I was probably ten before I realized that the primary function of a water tower was to hold water. As the first thing a traveler spotted on the highway horizon, it took on a special significance, like a rustic Statue of Liberty alerting all comers that just ahead was civilization—or at least a Dairy Queen. The town name blazoned on the tank reflected, even in the dreariest little burgs, a certain pride of self; the iron legs braced against the earth seemed to symbolize the victory of man over West Texas. And the tower meant water, too—a commodity no native Texan can hold too dear—so its lofty perch was somehow only fitting.
The practical reason water towers are towers, though—particularly in dead-flat terrain like that of the Panhandle—is that they can use the pull of gravity to keep the mains full and the pressure high. Since every town has periods of peak demand for water, such as early in the morning when everyone wants to shower at once, the extra thousands of gallons in a water tower ensure that no one is left low and dry. Usually the tower is placed either in the middle of the peak-demand area (the center of town in most small towns) or opposite the municipal pumping station, with the heavy-use area in between. When demand slacks off, the station quickly pumps the tower full again in preparation for the next crunch.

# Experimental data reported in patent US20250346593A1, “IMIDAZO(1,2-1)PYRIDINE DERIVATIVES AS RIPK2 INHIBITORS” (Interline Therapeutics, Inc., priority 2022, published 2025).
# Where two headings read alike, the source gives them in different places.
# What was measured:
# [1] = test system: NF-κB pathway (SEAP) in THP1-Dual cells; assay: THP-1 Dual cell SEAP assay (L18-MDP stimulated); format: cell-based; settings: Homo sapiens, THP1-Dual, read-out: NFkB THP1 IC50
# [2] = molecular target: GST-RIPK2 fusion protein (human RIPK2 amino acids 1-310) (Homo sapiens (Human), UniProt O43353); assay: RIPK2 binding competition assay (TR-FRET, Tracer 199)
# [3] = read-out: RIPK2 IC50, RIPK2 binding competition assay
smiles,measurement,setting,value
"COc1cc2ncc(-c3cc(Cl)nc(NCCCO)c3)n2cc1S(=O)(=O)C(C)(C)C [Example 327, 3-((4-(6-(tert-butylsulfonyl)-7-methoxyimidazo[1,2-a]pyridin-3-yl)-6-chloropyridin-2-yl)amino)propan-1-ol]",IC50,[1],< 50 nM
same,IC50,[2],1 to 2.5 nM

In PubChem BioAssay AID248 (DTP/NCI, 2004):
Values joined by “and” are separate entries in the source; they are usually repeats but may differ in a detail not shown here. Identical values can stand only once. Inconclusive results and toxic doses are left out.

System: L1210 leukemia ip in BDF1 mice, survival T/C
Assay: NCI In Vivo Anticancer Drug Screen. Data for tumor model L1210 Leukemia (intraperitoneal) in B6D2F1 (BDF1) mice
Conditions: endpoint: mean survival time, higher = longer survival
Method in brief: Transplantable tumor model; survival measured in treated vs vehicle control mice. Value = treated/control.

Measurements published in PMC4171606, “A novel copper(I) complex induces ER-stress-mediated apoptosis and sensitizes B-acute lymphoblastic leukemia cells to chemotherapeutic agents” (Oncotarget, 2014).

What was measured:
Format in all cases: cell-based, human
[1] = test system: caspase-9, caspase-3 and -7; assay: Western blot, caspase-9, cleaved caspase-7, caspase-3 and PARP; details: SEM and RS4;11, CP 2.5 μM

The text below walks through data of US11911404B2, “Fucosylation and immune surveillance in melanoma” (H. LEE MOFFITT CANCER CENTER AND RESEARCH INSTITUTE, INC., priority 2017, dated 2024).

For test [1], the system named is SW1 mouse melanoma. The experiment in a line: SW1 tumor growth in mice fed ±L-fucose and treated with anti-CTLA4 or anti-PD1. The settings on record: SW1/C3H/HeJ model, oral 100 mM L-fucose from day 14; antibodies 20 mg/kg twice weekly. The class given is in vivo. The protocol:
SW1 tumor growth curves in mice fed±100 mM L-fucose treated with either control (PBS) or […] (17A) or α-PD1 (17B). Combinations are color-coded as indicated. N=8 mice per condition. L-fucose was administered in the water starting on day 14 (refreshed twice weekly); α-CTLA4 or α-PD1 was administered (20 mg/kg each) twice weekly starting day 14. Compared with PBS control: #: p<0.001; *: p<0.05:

The industry name for a water tower is “elevated tank.” The granddaddy of elevated-tank makers, and the company that has built by far the majority of Texas’ thousands of water towers, is Chicago Bridge & Iron. CBI began building water towers here in 1902, first using riveted steel and later welding the tanks. CBI’s Houston plant—temporarily shut down because of the recession—rolls steel for new towers in the state and directs a traveling team of workers who specialize in the risky business of